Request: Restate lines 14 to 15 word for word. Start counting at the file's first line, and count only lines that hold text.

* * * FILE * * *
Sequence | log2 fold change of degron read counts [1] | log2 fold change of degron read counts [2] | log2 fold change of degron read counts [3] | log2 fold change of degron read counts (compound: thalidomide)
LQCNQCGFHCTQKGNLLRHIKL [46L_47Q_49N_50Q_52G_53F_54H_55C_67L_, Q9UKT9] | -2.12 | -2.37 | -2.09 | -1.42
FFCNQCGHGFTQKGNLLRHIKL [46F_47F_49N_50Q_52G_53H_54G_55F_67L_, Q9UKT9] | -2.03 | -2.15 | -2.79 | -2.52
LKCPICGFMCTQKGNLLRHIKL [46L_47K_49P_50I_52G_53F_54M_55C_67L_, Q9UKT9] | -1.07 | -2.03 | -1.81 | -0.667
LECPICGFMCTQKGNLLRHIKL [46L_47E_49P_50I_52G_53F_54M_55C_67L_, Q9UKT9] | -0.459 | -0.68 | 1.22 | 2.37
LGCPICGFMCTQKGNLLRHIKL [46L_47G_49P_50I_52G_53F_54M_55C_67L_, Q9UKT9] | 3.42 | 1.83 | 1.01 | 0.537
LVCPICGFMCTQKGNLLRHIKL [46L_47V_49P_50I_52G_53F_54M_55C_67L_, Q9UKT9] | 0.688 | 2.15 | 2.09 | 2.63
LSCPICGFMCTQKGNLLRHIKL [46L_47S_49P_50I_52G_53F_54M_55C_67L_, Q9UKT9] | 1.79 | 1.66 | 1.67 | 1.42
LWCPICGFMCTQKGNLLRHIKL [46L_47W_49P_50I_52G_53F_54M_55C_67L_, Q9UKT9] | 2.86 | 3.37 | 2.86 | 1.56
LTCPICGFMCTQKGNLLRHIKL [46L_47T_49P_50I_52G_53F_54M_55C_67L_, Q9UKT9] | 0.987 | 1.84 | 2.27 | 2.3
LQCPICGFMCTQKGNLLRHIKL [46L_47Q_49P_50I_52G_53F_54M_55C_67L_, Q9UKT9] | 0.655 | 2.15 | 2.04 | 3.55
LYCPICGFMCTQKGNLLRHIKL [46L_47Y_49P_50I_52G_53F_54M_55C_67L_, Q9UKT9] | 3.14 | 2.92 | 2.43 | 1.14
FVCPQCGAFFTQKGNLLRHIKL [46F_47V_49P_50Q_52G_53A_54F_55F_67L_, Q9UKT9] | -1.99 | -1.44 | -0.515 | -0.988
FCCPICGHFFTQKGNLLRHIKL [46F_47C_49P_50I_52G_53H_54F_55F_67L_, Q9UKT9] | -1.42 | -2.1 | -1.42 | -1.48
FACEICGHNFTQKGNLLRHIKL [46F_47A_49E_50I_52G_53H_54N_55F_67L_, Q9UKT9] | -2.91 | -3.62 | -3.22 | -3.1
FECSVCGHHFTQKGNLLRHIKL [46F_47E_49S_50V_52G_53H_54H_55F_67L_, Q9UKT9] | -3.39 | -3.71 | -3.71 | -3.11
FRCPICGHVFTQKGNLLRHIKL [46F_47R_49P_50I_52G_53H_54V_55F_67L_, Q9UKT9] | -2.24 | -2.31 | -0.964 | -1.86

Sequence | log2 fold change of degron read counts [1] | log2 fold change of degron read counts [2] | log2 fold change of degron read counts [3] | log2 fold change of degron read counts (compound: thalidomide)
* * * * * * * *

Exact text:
FCCPICGHFFTQKGNLLRHIKL [46F_47C_49P_50I_52G_53H_54F_55F_67L_, Q9UKT9] | -1.42 | -2.1 | -1.42 | -1.48
FACEICGHNFTQKGNLLRHIKL [46F_47A_49E_50I_52G_53H_54N_55F_67L_, Q9UKT9] | -2.91 | -3.62 | -3.22 | -3.1